The House failed to overturn the law yesterday.

This law was supposed to create more jobs and spur green energy. Instead, one of the unintended consequence of this law is that light bulb factory jobs have been shipped to China.

Besides losing more jobs overseas, these new bulbs cost anywhere from 430% to 5710% more. That’s not a small price increase.

Government “experts” claim that by 2015 households could save $50 a year because of the new law. I don’t know if this calculation is before or after the cost of the more expensive light bulbs, but it’s going to have to save me a lot more than $4.17 a month to be worth the switch.

Not only do they cost more, I don’t like them as much. They’re dangerous when broken and the quality of light is not as good. Manufacturers have also made the traditional incandescent bulb much more efficient in the last four years.

So here’s the major question: how is this in any way the government’s business??? How have all of these things fallen to the governments?

The overstep is ridiculous. I don’t know if there is anything in our lives government doesn’t have their hands in.

Enough is enough. It’s time for government to get out of our live.

What do these things have in common?

In Uncategorized on July 12, 2011 at 5:42 pm

What do these three things have in common: my apartment complex swimming pool, coloring my hair and light bulbs?

Post your comment below. I will be handing out a prize to someone drawn randomly if I get more than 10 guesses.

And if you’re subscribed and refer someone to my page and they subscribe (they’ll have to let me know), there will be something in the mail for you too!

The answer will be posted tomorrow.

Obama’s faith

In Uncategorized on July 11, 2011 at 2:19 pm

The talks over the deficit and debt ceiling continue in Washington today. There seems to be no compromise forthcoming despite a looming deadline.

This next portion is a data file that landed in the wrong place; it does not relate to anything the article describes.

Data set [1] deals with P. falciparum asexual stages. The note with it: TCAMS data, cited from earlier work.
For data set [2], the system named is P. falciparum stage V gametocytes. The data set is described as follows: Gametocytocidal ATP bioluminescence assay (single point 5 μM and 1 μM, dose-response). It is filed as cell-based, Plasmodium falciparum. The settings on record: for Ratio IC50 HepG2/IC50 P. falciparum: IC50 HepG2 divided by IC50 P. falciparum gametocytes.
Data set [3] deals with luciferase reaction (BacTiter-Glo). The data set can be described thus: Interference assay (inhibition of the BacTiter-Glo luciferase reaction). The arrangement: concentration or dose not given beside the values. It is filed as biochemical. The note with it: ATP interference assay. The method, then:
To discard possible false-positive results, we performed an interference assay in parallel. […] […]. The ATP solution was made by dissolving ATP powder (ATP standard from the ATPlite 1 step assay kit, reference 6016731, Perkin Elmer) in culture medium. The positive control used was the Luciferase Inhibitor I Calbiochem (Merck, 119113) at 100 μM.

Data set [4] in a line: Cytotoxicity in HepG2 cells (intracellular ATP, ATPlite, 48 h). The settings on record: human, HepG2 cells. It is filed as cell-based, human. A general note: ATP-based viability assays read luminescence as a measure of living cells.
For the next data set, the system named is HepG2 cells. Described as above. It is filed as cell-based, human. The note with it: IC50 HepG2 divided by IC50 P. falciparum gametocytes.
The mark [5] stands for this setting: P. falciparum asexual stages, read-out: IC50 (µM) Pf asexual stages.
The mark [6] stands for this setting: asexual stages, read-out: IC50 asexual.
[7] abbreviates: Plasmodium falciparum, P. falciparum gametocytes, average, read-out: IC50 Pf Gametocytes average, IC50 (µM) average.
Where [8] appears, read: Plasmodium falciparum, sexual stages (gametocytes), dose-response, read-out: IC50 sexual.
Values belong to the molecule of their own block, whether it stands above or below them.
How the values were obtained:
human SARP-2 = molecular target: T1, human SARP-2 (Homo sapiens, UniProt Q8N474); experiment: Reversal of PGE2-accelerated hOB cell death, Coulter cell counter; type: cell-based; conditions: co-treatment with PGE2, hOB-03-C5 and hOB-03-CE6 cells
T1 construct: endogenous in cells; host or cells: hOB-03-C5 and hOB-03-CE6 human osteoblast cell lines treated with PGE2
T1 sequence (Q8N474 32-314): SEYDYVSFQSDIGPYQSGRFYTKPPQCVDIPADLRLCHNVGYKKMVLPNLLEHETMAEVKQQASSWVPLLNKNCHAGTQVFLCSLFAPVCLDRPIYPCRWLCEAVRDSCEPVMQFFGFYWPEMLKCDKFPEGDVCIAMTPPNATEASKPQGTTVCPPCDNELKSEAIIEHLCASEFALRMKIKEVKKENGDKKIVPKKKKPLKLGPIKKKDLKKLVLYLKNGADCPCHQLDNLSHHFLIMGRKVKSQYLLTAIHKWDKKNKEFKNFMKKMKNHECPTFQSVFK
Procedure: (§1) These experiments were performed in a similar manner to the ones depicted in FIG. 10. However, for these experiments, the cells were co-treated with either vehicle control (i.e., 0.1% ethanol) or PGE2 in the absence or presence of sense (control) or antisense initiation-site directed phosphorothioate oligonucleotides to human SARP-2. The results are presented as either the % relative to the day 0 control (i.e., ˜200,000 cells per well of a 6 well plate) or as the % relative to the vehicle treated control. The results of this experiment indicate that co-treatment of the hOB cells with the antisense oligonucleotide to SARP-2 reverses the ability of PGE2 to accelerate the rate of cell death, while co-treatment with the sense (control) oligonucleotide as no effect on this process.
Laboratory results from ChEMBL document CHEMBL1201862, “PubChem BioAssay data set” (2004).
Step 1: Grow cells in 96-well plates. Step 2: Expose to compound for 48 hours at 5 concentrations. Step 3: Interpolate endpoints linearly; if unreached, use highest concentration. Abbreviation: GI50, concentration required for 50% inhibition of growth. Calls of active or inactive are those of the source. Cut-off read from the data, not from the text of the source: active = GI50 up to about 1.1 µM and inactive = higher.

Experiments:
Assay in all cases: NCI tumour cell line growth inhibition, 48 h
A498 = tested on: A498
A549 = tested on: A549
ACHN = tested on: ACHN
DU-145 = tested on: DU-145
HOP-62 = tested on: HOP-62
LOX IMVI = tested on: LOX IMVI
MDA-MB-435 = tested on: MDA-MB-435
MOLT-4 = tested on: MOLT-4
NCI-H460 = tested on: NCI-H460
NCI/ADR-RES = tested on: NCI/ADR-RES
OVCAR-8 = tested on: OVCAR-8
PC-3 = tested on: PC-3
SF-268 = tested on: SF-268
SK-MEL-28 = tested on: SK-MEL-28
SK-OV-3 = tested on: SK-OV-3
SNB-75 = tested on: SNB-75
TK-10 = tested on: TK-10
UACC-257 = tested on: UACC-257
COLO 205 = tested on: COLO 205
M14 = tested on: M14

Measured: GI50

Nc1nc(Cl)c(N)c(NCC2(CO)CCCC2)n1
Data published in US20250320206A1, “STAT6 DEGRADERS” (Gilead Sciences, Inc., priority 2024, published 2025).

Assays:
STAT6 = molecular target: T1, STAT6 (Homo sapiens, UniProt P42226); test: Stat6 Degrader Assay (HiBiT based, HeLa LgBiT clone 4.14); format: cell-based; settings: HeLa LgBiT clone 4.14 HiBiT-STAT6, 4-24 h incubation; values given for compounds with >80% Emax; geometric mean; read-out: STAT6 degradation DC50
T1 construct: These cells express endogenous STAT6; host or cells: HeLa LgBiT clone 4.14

As usual, there has been closed-door summits, press conferences, name-calling, blaming and playing chicken. Despite Obama’s campaign promises, it’s business as usual.

In the president’s press conference today, he said that he would not accept a deal that didn’t ask anything out of him (one of the wealthy). Basically, he said he has all this money he doesn’t need and there are others who do need it.

So, Obama reasons, he and others like him should pay more taxes because they don’t need the money and the government definitely should help out those that do by taking more from the rich. It’s the typical liberal argument.

I have a better idea, or ideas, for what Obama could do with all that money he doesn’t need.

First, he could give up his salary as president. He makes $400,000 annually. While $1.6 million won’t make a dent in the $14 trillion budget deficit, it’s a start.

Or, if he needs some of that money, he could take what he doesn’t need and start a charity. Then instead of going through the whole bureaucratic system the money could go directly to those who need it.

Pres. Obama could personally invest personally in green energy, agriculture or housing. He could provide the seed money for dozens of start-up companies.

Those start-up companies could eventually provide jobs for thousands of people. That’s sort of a best-case scenario, but it IS a possibility.

The government, on the other hand, can never do what private companies and private investors can.

You know, I don’t know enough about “trickle-down economics” to say whether or not I believe that they work. What I do know is that any jobs created by the government are created on the backs and shoulders of taxpayers.

Government needs to be cut across the board. Then we can cut taxes for everyone, especially the rich who create jobs.

Obama’s faith in government is completely misplaced. It always has been and always will be part of the problem. Solutions come from free people, not those reliant on government.